The death of a child is considered the single worst trauma a person can go through. The stress is so great that loved ones often suffer broken-heart syndrome, which presents like a heart attack. The wrongful death of a child makes coping (and healing) that much more unimaginable.
Gomez & Golomb counsels grieving families concerning their legal rights regarding wrongful death claims. We are compassionate, honest, and genuinely care about our clients’ well-being. We are not just here to get paid, but want to make a positive difference in people’s lives.
This post addresses how the Georgia court system values the wrongful death of a child. Of course, this is not something the family wants to think about. But, in the years that follow the child’s death, recovering enough money to help the family makes ends meet is essential.
In Georgia, the person or entity who caused the child’s death must compensate the deceased child’s family for “the full value of the life.” OCGA § 51-4-2(a). Importantly, the “full value of the life” is determined from the perspective of the child who died. Placing a monetary value on such pain, suffering, and loss is difficult, but Georgia has guidelines to help a jury assign a monetary value.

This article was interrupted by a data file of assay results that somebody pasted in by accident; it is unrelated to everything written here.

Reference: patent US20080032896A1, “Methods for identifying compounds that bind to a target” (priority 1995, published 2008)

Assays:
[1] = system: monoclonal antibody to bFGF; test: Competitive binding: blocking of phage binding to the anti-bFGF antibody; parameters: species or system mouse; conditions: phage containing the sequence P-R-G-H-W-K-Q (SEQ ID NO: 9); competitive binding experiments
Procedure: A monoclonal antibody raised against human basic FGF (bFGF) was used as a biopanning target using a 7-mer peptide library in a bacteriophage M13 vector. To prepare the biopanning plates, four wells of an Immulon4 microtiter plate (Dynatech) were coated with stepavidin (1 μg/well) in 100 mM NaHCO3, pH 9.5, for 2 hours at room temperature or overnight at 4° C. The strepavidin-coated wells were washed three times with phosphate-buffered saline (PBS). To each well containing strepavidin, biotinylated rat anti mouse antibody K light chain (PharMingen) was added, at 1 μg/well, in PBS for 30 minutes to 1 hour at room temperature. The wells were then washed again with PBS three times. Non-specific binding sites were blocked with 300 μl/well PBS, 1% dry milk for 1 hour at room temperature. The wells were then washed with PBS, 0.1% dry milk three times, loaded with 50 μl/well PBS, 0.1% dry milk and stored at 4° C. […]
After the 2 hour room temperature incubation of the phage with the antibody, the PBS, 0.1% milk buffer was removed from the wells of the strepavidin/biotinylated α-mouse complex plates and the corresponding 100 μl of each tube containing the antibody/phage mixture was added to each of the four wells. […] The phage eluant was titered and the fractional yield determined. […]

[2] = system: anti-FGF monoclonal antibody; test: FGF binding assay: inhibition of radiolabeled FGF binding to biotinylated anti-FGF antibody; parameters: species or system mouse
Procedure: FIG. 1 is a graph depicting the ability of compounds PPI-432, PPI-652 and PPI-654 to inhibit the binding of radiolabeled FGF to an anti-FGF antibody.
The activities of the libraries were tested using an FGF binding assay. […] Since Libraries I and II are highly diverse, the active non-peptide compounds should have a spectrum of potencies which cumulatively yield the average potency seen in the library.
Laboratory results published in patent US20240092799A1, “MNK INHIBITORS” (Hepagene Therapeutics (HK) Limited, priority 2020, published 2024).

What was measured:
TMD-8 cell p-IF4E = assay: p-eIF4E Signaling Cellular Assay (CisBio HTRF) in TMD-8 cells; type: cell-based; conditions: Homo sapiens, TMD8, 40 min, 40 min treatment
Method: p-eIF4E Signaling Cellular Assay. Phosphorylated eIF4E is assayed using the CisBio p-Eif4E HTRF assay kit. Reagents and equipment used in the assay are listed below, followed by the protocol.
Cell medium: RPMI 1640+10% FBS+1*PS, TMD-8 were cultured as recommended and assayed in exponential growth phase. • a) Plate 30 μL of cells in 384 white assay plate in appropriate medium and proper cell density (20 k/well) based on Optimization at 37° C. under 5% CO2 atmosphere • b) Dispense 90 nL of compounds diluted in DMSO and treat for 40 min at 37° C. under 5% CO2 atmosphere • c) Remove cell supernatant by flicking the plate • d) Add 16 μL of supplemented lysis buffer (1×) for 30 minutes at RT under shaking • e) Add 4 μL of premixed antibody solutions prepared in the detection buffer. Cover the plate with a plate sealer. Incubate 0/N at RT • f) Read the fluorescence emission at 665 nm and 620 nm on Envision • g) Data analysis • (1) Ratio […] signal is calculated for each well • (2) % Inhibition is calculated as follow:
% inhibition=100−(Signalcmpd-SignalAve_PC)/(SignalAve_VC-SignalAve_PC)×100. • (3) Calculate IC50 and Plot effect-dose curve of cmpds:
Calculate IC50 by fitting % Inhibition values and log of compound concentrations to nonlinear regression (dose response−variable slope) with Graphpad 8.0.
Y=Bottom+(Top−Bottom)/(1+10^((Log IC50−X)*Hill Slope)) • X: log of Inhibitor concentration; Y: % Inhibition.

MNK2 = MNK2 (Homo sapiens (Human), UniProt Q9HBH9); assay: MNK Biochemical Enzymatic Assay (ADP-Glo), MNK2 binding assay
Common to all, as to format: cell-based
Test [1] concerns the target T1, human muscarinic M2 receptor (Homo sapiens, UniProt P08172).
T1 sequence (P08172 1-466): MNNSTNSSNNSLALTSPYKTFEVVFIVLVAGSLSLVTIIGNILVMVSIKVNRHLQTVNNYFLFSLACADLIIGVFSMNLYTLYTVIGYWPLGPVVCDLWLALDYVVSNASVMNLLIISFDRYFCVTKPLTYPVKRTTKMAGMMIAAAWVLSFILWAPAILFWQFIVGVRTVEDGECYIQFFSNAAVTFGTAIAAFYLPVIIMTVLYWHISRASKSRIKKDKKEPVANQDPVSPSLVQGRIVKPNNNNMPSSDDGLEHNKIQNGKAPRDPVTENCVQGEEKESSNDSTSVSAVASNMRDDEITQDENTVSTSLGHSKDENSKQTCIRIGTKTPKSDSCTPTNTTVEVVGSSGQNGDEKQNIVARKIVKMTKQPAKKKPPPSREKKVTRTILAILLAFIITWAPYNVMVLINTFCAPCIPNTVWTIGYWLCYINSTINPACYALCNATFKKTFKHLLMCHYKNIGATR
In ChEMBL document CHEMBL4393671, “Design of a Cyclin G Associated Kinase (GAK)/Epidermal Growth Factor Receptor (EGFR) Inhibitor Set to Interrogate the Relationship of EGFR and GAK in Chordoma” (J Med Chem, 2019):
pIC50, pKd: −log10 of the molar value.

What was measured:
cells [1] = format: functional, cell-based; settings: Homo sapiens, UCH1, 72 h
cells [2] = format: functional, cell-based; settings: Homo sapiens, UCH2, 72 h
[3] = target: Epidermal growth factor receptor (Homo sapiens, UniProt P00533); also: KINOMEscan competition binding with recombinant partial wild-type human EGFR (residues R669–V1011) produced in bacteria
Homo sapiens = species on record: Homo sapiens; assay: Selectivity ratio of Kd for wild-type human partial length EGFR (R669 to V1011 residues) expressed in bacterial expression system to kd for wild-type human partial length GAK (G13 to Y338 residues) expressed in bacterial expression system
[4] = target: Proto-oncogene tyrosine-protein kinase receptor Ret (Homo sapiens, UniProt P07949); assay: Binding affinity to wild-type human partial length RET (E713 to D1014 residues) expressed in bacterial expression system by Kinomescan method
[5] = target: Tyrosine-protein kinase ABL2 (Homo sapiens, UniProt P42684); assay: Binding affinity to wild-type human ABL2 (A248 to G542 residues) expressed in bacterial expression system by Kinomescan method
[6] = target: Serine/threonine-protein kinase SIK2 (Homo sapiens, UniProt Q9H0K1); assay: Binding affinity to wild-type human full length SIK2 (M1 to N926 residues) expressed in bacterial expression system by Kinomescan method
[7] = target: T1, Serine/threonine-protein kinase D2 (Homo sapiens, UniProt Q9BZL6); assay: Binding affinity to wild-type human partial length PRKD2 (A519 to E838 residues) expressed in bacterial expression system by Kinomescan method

The family is entitled to recover the full value of the deceased child without deducting for any of the deceased’s personal expenses had she lived. OCGA §§ 51-4-1(1), 51-4-4, 19-7-1(c). “[U]nder Georgia’s wrongful death statute, damages are measured from the decedent’s point of view.” Brock v. Wedincamp, 253 Ga. App. 275, 280 (2002).
The full value of a wrongful death of a child is comprised of two categories of damages:
(1) those items having a proven monetary value, such as lost potential lifetime earnings, income, or services, reduced to present cash value, and
(2) lost intangible items whose value cannot be precisely quantified, such as a parent’s society, advice, example and counsel as determined by the enlightened conscience of the jury.
Concerning the wrongful death of a child, the value of a child’s life is established by the enlightened conscience of an impartial jury as applied to the evidence in the case. This includes testimony as to such child’s age, life expectancy, precocity, health, mental and physical development, family circumstances, and from the experience and knowledge of human affairs on the part of the jury. Dep’t of Human Res. v. Johnson, 264 Ga. App. 730, 738 (2003).
We are here to help with any questions regarding the wrongful death of a child. Please call us at 404-382-9994.